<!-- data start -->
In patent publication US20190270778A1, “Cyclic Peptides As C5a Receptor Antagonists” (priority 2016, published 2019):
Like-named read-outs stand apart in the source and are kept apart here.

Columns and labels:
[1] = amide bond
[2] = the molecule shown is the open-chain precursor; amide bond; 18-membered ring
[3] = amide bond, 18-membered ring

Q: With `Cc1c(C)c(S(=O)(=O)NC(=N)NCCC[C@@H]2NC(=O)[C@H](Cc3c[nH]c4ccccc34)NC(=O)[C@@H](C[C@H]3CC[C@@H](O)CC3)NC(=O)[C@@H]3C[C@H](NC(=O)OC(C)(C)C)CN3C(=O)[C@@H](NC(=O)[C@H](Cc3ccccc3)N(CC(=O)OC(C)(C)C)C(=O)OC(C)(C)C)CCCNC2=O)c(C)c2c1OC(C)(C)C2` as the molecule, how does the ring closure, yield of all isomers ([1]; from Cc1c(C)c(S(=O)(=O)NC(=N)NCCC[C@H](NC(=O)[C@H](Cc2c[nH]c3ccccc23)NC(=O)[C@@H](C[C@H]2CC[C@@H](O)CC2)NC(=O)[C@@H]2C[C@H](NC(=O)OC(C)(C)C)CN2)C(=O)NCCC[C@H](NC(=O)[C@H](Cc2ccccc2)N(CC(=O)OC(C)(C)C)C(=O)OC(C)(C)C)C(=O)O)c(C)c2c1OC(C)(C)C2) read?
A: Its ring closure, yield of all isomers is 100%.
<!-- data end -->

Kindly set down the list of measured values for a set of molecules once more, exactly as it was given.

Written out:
In patent publication US20190270778A1, “Cyclic Peptides As C5a Receptor Antagonists” (priority 2016, published 2019):
Like-named read-outs stand apart in the source and are kept apart here.

Columns and labels:
[1] = amide bond
[2] = the molecule shown is the open-chain precursor; amide bond; 18-membered ring
[3] = amide bond, 18-membered ring

Q: With `Cc1c(C)c(S(=O)(=O)NC(=N)NCCC[C@@H]2NC(=O)[C@H](Cc3c[nH]c4ccccc34)NC(=O)[C@@H](C[C@H]3CC[C@@H](O)CC3)NC(=O)[C@@H]3C[C@H](NC(=O)OC(C)(C)C)CN3C(=O)[C@@H](NC(=O)[C@H](Cc3ccccc3)N(CC(=O)OC(C)(C)C)C(=O)OC(C)(C)C)CCCNC2=O)c(C)c2c1OC(C)(C)C2` as the molecule, how does the ring closure, yield of all isomers ([1]; from Cc1c(C)c(S(=O)(=O)NC(=N)NCCC[C@H](NC(=O)[C@H](Cc2c[nH]c3ccccc23)NC(=O)[C@@H](C[C@H]2CC[C@@H](O)CC2)NC(=O)[C@@H]2C[C@H](NC(=O)OC(C)(C)C)CN2)C(=O)NCCC[C@H](NC(=O)[C@H](Cc2ccccc2)N(CC(=O)OC(C)(C)C)C(=O)OC(C)(C)C)C(=O)O)c(C)c2c1OC(C)(C)C2) read?
A: Its ring closure, yield of all isomers is 100%.